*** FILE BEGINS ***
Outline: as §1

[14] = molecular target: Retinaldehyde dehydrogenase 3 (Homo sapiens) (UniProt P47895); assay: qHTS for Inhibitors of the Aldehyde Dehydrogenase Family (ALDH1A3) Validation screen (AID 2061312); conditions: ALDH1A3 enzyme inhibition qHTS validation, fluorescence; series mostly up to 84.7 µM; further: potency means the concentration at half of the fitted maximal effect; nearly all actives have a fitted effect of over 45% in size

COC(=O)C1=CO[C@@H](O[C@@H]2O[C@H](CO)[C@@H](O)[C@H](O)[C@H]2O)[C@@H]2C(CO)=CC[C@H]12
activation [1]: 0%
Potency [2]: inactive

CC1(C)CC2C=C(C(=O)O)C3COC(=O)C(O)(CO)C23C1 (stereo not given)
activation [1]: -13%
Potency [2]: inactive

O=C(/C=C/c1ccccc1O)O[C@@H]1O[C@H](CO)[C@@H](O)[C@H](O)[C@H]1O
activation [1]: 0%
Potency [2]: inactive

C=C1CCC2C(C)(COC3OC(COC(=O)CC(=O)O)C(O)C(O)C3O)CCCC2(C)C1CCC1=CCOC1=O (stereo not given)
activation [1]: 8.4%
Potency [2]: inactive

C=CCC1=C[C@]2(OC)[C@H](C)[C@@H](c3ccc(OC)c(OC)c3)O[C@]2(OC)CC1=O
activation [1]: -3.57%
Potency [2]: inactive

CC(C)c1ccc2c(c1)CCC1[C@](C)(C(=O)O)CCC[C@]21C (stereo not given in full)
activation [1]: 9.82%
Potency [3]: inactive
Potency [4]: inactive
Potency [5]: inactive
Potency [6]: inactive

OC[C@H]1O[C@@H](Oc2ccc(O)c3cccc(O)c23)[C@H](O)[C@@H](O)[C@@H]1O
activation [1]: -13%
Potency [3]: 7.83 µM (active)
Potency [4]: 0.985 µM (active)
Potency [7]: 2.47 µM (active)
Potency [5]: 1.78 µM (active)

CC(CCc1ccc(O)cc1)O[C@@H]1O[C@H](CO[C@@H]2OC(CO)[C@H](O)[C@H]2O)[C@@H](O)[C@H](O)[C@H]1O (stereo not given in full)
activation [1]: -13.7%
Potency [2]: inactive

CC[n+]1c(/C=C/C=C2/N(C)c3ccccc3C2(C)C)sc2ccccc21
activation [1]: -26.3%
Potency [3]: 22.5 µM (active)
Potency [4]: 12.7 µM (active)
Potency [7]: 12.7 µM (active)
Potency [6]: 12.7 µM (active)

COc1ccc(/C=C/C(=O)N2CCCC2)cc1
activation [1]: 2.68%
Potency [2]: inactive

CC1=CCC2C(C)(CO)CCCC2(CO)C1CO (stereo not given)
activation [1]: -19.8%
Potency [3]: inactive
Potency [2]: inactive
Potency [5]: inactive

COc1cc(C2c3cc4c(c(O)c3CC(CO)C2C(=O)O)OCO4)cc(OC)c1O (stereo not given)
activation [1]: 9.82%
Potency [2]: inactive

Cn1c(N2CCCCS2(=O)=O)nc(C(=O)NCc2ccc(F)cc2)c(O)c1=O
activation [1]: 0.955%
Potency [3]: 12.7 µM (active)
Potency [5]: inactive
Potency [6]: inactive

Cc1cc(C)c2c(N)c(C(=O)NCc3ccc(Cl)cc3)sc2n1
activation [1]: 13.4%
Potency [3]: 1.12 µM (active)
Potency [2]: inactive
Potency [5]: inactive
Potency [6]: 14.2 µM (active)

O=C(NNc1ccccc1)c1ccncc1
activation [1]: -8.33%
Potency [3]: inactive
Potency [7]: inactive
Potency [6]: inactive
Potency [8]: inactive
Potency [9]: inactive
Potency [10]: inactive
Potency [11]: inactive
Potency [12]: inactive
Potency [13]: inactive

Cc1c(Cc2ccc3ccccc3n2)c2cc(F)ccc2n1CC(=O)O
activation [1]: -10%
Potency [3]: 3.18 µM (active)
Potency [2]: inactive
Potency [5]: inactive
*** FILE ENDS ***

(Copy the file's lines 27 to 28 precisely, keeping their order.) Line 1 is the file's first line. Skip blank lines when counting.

Potency [4]: 0.985 µM (active)
Potency [7]: 2.47 µM (active)